We are in the midst of a blazing information age. These days, data and information sources are more ubiquitous and accessible than ever.
We have online news websites, journal publications, blogs, video streaming websites, government information websites, and even porn sites. All of these are available to any person with internet connectivity. On the flipside, companies like Google and Facebook have access to loads of information about you. They can profile you based on your social circle, your hobbies and interests, or even your taste in music. They can also tailor their services for you based on your search history, listed preferences, and more.
Unsurprisingly, the internet is littered with fakery as well. Fake news, malware, false advertising, and online scamming sites are but a few examples.
This begs the question: In this age of free-flowing information, how can one discern whether something is true or not?
Simple: It all falls upon the shoulders of science.
Science thinking in the information age
Science is primarily concerned with answering questions through the synthesis and comprehension of acquired data. With this in mind, one can apply science thinking — a more critical, evidence-based approach — to decision-making and discerning the truthfulness of what we read.
Here’s an example: Let’s say you took an entrance exam to get into a state university. After a month of waiting for the results, you saw an acquaintance on Twitter — someone unaffiliated with the university — post a link. According to your friend’s tweet, the results can be found there.
However, upon closer inspection of the link’s URL, you begin to notice that it doesn’t seem from the official university website. In fact, the URL looks suspicious. This triggers your spider-sense, so to speak: What if this URL is actually a phishing link? What if, upon clicking, you end up compromising your computer’s security instead of finding the results you wanted to see?
You decide to verify first by checking the university’s hashtag (you’re already on Twitter, after all). You sift through a ton of anxious tweets from fellow students waiting for results, but none pointing to an actual list.
Next, you go to the official website of the university. There, you find out that the results are not available yet, and will be announced within a week’s time. That’s more than enough confirmation for you that the link your Twitter contact posted is a fake. You realize that you just narrowly dodged a bullet. Had you decided to click the link, things could have turned out very differently, and likely for the worse.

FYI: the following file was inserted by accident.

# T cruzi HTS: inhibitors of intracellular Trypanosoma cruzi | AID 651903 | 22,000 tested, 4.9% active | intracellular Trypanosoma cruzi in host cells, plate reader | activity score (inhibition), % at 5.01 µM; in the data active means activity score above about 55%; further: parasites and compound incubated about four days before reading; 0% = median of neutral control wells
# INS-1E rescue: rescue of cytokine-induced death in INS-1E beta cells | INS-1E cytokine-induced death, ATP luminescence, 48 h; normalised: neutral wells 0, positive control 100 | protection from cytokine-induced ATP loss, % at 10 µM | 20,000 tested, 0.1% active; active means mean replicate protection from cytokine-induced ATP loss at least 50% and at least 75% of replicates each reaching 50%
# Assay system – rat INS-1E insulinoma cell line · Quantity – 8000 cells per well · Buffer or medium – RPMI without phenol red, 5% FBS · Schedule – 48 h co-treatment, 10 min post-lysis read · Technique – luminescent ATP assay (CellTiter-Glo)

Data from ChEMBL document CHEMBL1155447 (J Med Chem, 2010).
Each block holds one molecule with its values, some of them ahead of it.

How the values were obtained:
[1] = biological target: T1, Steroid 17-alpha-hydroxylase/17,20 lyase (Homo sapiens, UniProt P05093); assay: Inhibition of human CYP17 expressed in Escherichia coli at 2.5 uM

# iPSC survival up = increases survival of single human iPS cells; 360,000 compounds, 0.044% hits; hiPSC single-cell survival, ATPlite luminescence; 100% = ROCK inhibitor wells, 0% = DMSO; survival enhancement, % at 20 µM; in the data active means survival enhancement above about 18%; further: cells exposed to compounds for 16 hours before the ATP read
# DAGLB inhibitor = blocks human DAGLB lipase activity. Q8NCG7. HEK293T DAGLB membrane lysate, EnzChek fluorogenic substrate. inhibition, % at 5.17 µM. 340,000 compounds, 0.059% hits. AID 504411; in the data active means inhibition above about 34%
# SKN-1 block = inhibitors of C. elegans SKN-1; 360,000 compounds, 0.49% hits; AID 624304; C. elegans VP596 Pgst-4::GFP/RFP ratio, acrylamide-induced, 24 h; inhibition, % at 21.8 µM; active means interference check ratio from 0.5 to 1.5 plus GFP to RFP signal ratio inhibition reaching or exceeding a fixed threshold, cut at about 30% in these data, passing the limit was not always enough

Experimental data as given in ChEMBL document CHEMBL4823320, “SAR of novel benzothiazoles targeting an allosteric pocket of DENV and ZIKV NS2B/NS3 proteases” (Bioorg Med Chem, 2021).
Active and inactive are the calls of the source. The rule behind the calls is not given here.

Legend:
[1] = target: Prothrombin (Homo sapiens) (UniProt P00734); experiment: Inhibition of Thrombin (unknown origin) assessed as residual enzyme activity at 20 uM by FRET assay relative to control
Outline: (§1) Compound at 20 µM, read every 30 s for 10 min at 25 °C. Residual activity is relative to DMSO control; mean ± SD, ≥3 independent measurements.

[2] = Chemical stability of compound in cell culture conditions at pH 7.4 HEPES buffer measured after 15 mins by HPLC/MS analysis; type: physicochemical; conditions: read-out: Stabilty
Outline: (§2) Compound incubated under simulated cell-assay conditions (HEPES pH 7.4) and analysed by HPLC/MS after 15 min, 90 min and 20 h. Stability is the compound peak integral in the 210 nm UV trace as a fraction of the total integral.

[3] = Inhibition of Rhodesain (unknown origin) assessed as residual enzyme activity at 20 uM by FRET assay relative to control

Science thinking in politics
Politics is another area where we can greatly benefit from critical thinking.
In the Philippines nowadays, political arguments are quite commonplace on social media. Many Filipinos exhibit a tendency to blindly believe and support specific politicians, causing them to take up arms at the slightest sign of criticism hurled towards their idols.This type of behavior is restrictive and limits open-mindedness — a critical component for matters of national importance.
It actually isn’t that hard to apply science thinking in matters of politics. One would only need to scrutinize any piece of information prior to believing in them, while weighing it against any opposing data. With these simple steps, one can obtain a decent grasp of the truth and the appropriate way to react to it. After all, isn’t it better to approach an issue with actual facts in hand, instead of relying solely on your biases and blind faith?
In a country such as ours, we owe it to ourselves to investigate, examine, and make political decisions based on data. Only then — by being informed instead of being carried away by emotional speeches, empty promises, or blatant theatrics — can we ensure that we have the right leaders in place to guide us towards a better tomorrow.
Science thinking in everyday life
Let’s look at another example: Say you read a “breaking news” report about the death of your favorite celebrity. Are you going to share it immediately, or would you scrutinize the information first?
Some helpful guide questions here would be: Who posted the story? Is the person or website a credible news source? Is it even in the News section? How many media outlets are talking about it? Who’s sharing it?
The science thinking approach works anywhere and everywhere. After all, science thinking isn’t just for situations involving corrosive chemicals or complex equations on the blackboard.
The decisions we make today should be guided by science. Critical thinking and a science-based approach to decision-making are the hallmarks of a forward-thinking society. We Filipinos must learn and practice how to think for ourselves, instead of simply taking things at face value.
In a society like ours, science thinking and being critical-minded aren’t just nice-to-haves. Now more than ever, they’re things that we need to have down to a science. –MF
Author: Rafael Ambag
A science kid at heart, Paeng aims to spark the interest of the common man in science through science journalism and organizing science camps for elementary children. He is an incoming freshman under UP Diliman’s BS Molecular Biology and Biotechnology program.